holds good especially in respect to the distinction of practices and tastes as to food. In their origin, they are in a great measure arbitrary ; but they constitute a rule, which it is a violation of good sense and good manners, and of one's own sense of propriety, to infringe. A French soldier will easily eat horse-flesh, and would eat it oftener if it were not too dear; a thing, which a German will hardly be induced in any emergency to do. The thought of eating frogs and snails disgusts most of us who have not tasted them. They make, however, the choice and costly luxury of the Parisian cuisine, the best in the world. We should loathe the sight of a dog upon our tables ; a Sandwich islander cannot set out his ceremonious feast without it. The rat often feeds upon the best of our granaries, while we keep the swine for our scavenger; yet we could not endure the flesh of the former, while that of the latter is reckoned a delicacy. Now whatever might have been the standard in this respect, to which old custom, originating in whatever accident, had given an approved authority among the Israelites, to that standard, for reasons which have been urged, it was a legitimate and important object of the Jewish Law to enforce a uniform adherence. If the eating, for instance, of camels or hares, of mice or of tortoises, which are among prohibited articles, was, according to the best current sentiment of the nation, a violation of delicacy and good breeding, there was good reason why a legislator, who aimed at the equal civilization of the people, should expressly forbid it to any who might otherwise be tempted to forfeit their self-respect by indulging appetite at the expense of decorum.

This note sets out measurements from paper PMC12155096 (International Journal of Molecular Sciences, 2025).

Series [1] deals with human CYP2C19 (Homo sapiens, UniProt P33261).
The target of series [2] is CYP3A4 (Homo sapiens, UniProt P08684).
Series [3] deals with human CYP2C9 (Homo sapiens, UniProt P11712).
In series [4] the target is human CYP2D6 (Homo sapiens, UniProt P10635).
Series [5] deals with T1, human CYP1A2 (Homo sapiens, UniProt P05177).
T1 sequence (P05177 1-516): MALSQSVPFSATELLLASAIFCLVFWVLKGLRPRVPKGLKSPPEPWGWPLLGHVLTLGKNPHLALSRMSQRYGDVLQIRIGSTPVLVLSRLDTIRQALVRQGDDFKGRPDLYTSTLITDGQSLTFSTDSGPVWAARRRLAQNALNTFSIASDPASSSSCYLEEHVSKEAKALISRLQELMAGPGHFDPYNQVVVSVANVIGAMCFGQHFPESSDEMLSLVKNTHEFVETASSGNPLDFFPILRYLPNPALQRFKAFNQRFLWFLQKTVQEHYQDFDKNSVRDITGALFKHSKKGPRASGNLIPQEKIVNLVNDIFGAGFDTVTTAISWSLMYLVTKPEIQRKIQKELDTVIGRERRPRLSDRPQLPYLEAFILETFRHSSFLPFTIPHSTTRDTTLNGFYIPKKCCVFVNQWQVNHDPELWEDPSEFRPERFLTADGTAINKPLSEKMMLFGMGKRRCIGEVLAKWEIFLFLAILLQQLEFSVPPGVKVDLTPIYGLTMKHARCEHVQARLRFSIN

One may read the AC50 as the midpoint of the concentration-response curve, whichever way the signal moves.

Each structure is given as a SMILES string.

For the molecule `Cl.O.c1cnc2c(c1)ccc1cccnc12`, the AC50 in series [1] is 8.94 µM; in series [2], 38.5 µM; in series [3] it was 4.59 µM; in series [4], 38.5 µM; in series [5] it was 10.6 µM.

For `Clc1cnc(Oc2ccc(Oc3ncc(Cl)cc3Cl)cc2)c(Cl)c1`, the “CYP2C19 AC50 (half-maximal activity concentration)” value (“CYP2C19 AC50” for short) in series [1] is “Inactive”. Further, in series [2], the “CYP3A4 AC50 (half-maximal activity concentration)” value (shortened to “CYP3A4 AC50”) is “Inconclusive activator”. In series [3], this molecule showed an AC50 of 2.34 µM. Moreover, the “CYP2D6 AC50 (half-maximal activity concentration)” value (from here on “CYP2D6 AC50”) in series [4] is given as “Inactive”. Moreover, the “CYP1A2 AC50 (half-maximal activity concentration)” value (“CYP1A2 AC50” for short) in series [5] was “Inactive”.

A second reason of these laws, and perhaps a more manifestly important one, — upon the principles of which, however, I have already dwelt at sufficient length,
was to keep the Israelites from contamination through social intercourse with idolaters; a reason actually announced, as was before remarked, in explicit terms.* The Egyptians also had a strict code of rules in relation to food ; and, differing as it did widely from that of Moses, there existed, as long as both were observed, an impassable barrier between the two communities.t On the other hand, the Israelites were probably restrained from intercourse with their nearest and most dangerous neighbours, the Canaanites, by the interdict laid on dog's flesh, as they were from intimacy with the descendants of Ishmael, by the prohibition of the flesh of the camel and the hare, the former of which (though not known to us like the latter) is said to afford food equally wholesome and palatable, and both of which were in common use with those tribes.